Brittany has left her California home and moved to Oregon with her husband in order to qualify for the States, Death With Dignity Act; she has received the drugs to end her life. I applaud Brittany’s efforts in bringing to the forefront this critically important conversation in healthcare. We need to be asking terminal patients what they want, what’s most important to them at this time in their lives; sharing their memories, passing on wisdom and keepsakes, connecting with loved ones, maybe even make some lasting contribution to the world, and then help them achieve those goals. These closing moments are among lifes most important, not only for those dying but for those who are left behind.

Brittany still wants to go to the Grand Canyon, I’d like to take her there myself (maybe introduce her to some Native American ceremonies). In the meantime I’m supporting her at (www.thebrittanyfund.org).

Brittany Maynard may live a short life but she will leave a lasting imprint in the history of our humanity.

My love and blessings go with you Brittany, thank you for the gift of your life, I say this for all my relations. Mi Takuye Oyacin.

nn_05cmc_life_141009.nbcnews-video-reststate-560 brittany-maynard-600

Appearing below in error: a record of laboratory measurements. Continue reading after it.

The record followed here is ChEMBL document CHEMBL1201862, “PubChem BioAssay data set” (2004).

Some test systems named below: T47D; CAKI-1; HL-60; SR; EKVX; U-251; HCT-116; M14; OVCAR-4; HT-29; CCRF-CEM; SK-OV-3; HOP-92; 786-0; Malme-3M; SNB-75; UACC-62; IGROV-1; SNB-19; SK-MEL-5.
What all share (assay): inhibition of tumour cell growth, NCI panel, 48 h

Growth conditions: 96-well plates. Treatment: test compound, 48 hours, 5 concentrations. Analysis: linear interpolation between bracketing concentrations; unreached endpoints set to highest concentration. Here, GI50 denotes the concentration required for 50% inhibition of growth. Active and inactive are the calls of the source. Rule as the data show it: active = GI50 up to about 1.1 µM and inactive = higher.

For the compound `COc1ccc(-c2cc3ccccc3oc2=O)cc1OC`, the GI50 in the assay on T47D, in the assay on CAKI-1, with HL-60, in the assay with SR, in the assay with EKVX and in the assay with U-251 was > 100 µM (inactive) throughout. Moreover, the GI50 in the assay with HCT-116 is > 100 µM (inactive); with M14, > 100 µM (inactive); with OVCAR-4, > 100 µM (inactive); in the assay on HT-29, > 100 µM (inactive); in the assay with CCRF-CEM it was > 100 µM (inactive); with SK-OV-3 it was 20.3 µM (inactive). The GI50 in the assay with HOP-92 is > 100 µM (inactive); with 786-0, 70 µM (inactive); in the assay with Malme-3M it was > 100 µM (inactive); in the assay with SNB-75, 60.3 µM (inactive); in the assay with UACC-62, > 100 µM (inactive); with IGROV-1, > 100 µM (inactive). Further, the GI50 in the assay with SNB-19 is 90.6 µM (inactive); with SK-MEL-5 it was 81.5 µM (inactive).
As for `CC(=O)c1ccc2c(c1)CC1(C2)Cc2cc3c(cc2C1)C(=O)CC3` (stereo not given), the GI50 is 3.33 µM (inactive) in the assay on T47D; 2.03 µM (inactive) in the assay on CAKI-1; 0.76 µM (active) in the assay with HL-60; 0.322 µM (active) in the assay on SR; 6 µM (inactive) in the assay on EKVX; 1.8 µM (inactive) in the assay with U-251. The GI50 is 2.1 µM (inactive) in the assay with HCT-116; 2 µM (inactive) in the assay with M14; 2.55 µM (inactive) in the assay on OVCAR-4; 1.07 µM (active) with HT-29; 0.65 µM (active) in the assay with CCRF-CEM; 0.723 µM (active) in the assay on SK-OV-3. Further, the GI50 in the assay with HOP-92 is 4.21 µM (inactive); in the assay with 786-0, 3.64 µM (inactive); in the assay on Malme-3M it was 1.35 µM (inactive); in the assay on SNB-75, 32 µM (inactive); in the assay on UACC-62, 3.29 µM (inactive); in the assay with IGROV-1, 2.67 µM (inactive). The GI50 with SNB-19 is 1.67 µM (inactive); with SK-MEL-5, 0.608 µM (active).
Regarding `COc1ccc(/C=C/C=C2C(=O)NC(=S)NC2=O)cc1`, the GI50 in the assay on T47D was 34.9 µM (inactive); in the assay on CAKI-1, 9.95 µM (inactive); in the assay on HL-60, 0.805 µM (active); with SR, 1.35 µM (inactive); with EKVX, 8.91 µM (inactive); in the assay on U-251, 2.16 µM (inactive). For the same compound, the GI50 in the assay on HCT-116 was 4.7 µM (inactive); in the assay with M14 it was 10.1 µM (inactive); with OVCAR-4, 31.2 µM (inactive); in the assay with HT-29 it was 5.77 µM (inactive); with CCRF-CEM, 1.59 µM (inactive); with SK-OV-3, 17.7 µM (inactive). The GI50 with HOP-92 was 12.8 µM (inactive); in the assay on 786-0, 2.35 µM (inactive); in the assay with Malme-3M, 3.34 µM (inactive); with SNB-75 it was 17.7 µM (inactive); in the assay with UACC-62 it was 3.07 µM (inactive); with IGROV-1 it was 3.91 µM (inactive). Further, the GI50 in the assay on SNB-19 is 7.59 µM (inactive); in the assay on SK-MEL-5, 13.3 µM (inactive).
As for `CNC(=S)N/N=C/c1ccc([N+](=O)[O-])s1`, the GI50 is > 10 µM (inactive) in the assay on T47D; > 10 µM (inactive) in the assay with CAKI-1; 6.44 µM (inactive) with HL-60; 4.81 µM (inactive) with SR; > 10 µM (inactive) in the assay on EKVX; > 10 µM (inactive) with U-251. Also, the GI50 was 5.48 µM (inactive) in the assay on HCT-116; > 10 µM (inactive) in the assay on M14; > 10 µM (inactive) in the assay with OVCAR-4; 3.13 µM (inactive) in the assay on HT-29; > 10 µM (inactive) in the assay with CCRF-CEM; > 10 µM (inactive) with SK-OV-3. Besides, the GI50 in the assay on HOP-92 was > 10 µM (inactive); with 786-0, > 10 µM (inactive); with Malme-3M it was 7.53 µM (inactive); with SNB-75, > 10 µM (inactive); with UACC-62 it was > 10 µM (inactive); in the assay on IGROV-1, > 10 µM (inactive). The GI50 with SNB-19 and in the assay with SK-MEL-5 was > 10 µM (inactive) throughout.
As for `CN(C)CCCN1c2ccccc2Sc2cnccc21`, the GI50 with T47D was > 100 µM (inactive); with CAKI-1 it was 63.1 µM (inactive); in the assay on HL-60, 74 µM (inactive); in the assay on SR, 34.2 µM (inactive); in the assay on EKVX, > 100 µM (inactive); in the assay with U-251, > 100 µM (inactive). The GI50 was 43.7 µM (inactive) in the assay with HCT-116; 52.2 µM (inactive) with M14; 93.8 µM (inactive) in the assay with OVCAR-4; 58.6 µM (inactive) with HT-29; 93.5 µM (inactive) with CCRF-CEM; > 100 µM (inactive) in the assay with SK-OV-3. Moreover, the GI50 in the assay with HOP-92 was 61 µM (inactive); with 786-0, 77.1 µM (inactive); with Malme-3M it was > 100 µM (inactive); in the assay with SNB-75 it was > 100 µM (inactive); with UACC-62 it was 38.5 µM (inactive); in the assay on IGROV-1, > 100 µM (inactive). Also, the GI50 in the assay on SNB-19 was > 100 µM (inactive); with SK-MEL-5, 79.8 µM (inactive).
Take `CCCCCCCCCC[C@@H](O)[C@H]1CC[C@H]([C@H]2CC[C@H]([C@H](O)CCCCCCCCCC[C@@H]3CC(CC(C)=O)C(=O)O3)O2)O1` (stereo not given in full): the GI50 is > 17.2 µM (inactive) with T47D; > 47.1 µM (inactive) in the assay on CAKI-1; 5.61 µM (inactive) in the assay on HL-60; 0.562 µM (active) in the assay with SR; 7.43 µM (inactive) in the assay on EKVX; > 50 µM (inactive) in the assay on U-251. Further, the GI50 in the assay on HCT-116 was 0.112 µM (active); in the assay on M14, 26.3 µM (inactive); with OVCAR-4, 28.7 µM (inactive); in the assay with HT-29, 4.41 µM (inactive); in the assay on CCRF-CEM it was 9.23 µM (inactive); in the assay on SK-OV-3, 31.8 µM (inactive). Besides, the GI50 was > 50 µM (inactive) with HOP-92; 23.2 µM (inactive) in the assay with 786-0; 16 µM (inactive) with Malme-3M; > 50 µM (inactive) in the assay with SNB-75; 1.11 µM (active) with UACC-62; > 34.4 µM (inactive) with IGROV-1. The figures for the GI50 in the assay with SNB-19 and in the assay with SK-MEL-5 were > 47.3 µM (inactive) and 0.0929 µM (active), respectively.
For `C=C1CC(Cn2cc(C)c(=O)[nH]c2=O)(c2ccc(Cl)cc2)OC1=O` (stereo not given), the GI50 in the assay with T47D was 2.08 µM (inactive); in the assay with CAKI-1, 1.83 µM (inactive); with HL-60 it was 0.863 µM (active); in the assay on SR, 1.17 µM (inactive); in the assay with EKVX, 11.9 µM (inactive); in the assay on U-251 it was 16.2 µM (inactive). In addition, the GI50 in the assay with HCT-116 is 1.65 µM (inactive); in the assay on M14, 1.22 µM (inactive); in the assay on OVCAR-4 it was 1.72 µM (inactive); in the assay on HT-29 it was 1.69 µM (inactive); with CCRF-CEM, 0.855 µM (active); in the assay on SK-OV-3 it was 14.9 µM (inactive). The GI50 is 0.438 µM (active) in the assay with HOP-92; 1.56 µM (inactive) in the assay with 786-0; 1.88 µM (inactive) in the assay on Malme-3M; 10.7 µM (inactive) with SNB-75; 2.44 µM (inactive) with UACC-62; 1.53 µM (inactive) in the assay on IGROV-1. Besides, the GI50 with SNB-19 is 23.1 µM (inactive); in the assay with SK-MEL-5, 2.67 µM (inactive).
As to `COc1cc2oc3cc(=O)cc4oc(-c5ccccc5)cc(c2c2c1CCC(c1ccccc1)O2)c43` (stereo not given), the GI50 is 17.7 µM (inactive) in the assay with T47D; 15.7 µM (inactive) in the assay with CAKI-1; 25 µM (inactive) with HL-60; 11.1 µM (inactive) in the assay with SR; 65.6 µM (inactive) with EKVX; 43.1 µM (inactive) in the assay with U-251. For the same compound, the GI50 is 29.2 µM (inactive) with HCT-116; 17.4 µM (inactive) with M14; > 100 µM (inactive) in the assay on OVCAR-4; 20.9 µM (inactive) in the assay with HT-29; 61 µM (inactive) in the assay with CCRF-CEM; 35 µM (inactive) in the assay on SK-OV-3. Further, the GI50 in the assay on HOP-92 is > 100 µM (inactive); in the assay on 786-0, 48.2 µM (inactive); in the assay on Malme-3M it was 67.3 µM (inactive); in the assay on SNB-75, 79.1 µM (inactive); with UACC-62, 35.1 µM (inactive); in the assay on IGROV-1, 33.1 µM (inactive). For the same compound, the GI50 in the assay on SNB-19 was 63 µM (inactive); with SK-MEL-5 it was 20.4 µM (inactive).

Reunion Nostalgia

September 28th, 2014

I’ve never gone to a reunion before; not high school, college, or until now to medical school. This was my 50th medical school reunion from SUNY Upstate Medical University in Syracuse, and I really wanted to go.

My adult life began in Syracuse; I got married during the Christmas break of my first year in medical school, and had two children by the time I graduated. We were a small class of 82 people and I knew them all. The last time I saw or spoke with any of them was 50 years ago, when we were freshly minted MD’s. We had survived the fiery baptism that is medical education, with its emotionally and physically exhausting workload, intense pressure, and horrendous hours. This is why physicians are more than twice as likely as non-physicians to kill themselves; some 400 doctors commit suicide in the United States every year, and many during their training years.